In the last post I looked at the issue of unfair trade agreements an their role in economic migration. In this thread I would like to look at the value of economic migrants.
I has been a few days since my last post and in those days I watched an interesting documentary called The End of the Line. The documentary looked at two issues that I have written about here and the other is one of immigration. The fisher man from Senegal has been priced out of the market by European fishing companies who have been sold rights to fish here by the government, This has meant that his daily catch is only worth $6 and he spends $4 on that on fuel. he says he wants to provide for his family but cannot see how and the only option left to him is to make the dangerous journey to Europe. There is nothing left here for him.
Interestingly too, one of the professional interviewed said that this is a growing trend in this part of Senegal but sadly whilst “they want our fish, we are not welcome in Europe” Unfair Trade terms?
Economic Migrants or the Diaspora are very useful to the economic development of their country of origin because of the money they send home. Ireland is one such country that depended heavily on these remittances until recently. African countries rely heavily on these remittances too and in 2008 these amounted to $780 million dollars in Uganda alone. Those are staggering amounts of money to a country whose GDP was up until recently made up of 70% of AID money.
There is a benefit too for the donor agencies, with the economic migrants remitting money to their countries of origin, in theory it should mean that AID to a given country may eventually reduce and thus ease the burden on it’s tax payers. This is how it work in theory and the money remitted by the economic migrants is often much more than the AID a given country might receive. The reality however is that these remittances are not structured in such way as to aid development. instead the money is sent to family members for personal consumption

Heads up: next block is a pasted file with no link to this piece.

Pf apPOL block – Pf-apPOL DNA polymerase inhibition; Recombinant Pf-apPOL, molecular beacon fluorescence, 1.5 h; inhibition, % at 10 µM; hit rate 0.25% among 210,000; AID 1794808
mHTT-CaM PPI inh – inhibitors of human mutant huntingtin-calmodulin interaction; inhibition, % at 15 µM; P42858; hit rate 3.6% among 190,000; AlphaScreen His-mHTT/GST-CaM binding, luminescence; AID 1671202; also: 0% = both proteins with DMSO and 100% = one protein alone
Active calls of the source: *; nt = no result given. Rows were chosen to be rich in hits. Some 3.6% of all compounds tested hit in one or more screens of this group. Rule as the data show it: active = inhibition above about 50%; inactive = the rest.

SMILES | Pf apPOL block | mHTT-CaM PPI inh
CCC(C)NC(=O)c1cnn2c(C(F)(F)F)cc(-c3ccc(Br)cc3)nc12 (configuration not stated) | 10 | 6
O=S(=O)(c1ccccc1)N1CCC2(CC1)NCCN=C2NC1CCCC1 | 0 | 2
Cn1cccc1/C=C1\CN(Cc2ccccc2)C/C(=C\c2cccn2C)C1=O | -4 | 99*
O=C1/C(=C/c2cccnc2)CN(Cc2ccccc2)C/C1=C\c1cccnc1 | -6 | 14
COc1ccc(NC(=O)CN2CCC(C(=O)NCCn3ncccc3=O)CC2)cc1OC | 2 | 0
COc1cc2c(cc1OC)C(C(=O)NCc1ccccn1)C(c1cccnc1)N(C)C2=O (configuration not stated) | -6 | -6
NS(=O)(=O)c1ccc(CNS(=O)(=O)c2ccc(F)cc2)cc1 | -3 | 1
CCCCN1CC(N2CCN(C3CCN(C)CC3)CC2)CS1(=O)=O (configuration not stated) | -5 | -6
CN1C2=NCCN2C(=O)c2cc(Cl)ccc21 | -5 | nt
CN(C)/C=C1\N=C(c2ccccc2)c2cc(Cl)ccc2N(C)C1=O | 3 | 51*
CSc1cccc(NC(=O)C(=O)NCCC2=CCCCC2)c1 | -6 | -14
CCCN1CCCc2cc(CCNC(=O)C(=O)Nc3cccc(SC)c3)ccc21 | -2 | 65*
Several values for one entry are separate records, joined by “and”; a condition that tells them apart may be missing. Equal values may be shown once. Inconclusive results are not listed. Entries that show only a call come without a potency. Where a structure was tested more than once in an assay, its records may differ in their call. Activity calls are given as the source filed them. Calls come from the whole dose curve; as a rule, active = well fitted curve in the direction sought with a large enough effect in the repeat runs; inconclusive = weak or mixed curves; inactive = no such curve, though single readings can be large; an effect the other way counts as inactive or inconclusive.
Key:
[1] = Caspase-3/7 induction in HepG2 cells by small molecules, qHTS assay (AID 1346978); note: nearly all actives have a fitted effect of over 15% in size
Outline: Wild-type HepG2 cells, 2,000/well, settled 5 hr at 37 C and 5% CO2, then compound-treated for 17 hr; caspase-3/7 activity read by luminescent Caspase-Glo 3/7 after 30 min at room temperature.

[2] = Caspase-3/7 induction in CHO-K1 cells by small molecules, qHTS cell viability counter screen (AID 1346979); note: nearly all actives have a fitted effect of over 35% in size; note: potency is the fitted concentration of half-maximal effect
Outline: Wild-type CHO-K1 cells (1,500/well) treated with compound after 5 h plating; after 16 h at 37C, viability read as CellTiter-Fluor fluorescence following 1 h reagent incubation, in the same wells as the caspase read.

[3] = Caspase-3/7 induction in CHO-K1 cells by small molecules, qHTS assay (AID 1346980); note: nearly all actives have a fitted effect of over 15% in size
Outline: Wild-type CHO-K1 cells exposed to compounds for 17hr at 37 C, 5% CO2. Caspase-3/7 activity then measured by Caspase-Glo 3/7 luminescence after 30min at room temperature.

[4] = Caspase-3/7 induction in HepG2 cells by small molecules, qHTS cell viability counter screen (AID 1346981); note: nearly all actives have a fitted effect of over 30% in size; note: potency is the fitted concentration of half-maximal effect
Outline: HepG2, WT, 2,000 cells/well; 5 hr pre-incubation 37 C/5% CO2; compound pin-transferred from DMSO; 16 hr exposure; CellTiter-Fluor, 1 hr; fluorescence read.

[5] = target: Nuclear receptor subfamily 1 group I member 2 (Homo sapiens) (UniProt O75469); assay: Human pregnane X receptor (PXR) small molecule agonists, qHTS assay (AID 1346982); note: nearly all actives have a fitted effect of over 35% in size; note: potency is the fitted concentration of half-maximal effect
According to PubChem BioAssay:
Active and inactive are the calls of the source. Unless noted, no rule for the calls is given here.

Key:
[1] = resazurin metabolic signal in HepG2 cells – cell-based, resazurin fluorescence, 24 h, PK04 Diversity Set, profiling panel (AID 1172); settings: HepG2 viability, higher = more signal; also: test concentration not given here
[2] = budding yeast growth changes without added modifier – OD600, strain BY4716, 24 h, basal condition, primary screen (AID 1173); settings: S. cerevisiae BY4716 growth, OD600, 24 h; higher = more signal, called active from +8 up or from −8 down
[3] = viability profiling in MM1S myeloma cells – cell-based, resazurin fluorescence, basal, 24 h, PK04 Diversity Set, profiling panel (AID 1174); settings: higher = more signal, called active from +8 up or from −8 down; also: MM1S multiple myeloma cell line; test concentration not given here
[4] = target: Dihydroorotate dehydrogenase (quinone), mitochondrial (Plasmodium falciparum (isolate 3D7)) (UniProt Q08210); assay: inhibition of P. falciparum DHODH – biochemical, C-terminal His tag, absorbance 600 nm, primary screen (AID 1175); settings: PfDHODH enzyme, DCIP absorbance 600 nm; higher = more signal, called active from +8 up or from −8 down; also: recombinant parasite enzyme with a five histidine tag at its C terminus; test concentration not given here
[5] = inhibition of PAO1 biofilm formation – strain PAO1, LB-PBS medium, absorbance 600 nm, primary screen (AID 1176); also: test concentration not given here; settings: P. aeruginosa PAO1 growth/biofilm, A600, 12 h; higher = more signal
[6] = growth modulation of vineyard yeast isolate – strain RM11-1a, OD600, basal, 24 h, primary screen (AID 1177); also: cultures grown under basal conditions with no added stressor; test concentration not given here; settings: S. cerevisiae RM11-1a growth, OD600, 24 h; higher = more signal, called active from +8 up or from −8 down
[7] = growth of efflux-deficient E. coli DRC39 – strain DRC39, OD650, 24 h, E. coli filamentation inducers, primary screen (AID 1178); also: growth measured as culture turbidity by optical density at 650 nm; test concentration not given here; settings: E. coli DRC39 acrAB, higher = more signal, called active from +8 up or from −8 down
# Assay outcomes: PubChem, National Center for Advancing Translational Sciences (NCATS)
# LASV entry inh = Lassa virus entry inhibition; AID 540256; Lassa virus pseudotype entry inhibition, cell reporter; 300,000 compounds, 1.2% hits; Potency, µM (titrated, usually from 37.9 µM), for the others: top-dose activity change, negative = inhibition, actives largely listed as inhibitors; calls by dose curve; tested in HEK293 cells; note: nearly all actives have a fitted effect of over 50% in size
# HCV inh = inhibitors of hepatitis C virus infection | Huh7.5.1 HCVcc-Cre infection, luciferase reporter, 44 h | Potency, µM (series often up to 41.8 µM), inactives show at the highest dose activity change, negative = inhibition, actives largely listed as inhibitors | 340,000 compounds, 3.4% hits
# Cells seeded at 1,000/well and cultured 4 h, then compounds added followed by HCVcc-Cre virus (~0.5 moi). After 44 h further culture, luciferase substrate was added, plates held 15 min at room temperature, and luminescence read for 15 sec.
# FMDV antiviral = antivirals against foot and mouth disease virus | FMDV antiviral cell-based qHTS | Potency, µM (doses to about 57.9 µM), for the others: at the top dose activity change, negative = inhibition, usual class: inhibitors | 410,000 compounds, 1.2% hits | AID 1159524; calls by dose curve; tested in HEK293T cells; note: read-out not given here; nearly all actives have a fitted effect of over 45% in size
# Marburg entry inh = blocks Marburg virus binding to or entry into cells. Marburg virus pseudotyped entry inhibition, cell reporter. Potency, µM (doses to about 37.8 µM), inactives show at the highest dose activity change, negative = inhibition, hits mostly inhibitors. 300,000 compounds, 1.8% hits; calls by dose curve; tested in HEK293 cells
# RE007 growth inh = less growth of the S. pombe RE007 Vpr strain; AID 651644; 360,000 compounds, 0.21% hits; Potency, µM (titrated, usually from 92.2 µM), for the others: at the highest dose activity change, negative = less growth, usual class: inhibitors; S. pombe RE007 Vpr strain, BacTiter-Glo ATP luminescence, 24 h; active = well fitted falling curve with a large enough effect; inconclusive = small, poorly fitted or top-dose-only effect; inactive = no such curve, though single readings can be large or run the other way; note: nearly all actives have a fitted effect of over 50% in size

We have also heard cries of “they come here and take our jobs” my question why are these jobs available for the new comers to take?
The BBC carried out an experiment to dispel this myth once and for all, find out what happened when immigrants were withdrawn from their jobs in Wisbech Cambridgeshire here
Although the economic migrants will and may do jobs that the locals do not want to do there is no doubt that the increase in an area’s population will have an impact upon other resources such as health school, housing.
There is an indirect cost to the homelands of the economic migrants too known as the brain drain countries lose their skilled personnel to other countries and the imapct of such brain drain will vary from country to ocuntry with the least developed countries suffering the most.
The question is how do you balance all this out?
Have got a view on any of issues raised here, if so it will be great to hear from you